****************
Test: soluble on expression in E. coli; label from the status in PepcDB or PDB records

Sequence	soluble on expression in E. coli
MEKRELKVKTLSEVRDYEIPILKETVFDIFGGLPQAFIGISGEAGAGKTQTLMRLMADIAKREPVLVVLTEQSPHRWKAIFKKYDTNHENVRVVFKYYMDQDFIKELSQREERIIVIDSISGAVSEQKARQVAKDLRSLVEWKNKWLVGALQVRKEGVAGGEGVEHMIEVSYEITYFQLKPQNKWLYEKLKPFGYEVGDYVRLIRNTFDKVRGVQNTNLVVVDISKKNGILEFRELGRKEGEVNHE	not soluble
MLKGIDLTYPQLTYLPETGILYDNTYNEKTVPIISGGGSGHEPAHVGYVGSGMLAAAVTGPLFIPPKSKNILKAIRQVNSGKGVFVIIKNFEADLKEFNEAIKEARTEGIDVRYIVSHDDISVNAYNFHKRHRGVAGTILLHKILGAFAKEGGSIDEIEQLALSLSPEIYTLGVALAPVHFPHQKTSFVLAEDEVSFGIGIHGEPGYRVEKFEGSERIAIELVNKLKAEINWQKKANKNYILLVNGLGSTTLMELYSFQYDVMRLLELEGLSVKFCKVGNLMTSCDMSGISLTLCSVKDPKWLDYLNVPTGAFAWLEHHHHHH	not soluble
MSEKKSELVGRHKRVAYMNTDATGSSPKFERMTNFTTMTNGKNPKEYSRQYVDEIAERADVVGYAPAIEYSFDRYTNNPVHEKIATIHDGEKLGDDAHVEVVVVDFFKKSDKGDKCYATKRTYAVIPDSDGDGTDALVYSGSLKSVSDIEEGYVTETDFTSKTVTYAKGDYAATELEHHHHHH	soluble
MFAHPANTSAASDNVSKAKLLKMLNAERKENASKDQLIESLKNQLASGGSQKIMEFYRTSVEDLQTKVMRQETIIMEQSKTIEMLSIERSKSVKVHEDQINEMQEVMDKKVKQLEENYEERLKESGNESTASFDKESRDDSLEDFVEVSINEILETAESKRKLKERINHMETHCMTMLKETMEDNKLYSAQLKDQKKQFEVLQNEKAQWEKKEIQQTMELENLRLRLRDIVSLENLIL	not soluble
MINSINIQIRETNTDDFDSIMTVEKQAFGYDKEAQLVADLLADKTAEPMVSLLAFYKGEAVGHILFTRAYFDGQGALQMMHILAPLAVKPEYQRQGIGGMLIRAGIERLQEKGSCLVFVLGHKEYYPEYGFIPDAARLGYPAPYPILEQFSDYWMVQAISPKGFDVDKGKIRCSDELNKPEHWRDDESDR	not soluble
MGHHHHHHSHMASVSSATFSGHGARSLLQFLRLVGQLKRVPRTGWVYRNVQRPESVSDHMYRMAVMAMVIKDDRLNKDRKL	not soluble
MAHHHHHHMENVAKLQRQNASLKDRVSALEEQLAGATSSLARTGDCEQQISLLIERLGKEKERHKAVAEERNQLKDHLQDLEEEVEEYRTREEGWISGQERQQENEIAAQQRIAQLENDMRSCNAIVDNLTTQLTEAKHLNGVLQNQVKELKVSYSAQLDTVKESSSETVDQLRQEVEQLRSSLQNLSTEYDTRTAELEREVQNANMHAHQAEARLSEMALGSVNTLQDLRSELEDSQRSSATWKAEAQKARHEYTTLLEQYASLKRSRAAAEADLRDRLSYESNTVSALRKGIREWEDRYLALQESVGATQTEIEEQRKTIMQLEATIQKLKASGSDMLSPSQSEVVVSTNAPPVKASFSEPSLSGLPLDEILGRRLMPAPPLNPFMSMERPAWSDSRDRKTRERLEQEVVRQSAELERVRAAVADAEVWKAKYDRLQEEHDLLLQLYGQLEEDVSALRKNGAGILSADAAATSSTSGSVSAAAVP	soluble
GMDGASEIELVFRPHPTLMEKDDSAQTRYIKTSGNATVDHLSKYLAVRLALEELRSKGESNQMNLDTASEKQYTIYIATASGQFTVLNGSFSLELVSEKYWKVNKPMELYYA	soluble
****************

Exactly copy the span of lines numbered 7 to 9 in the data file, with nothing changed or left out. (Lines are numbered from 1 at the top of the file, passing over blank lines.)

MINSINIQIRETNTDDFDSIMTVEKQAFGYDKEAQLVADLLADKTAEPMVSLLAFYKGEAVGHILFTRAYFDGQGALQMMHILAPLAVKPEYQRQGIGGMLIRAGIERLQEKGSCLVFVLGHKEYYPEYGFIPDAARLGYPAPYPILEQFSDYWMVQAISPKGFDVDKGKIRCSDELNKPEHWRDDESDR	not soluble
MGHHHHHHSHMASVSSATFSGHGARSLLQFLRLVGQLKRVPRTGWVYRNVQRPESVSDHMYRMAVMAMVIKDDRLNKDRKL	not soluble
MAHHHHHHMENVAKLQRQNASLKDRVSALEEQLAGATSSLARTGDCEQQISLLIERLGKEKERHKAVAEERNQLKDHLQDLEEEVEEYRTREEGWISGQERQQENEIAAQQRIAQLENDMRSCNAIVDNLTTQLTEAKHLNGVLQNQVKELKVSYSAQLDTVKESSSETVDQLRQEVEQLRSSLQNLSTEYDTRTAELEREVQNANMHAHQAEARLSEMALGSVNTLQDLRSELEDSQRSSATWKAEAQKARHEYTTLLEQYASLKRSRAAAEADLRDRLSYESNTVSALRKGIREWEDRYLALQESVGATQTEIEEQRKTIMQLEATIQKLKASGSDMLSPSQSEVVVSTNAPPVKASFSEPSLSGLPLDEILGRRLMPAPPLNPFMSMERPAWSDSRDRKTRERLEQEVVRQSAELERVRAAVADAEVWKAKYDRLQEEHDLLLQLYGQLEEDVSALRKNGAGILSADAAATSSTSGSVSAAAVP	soluble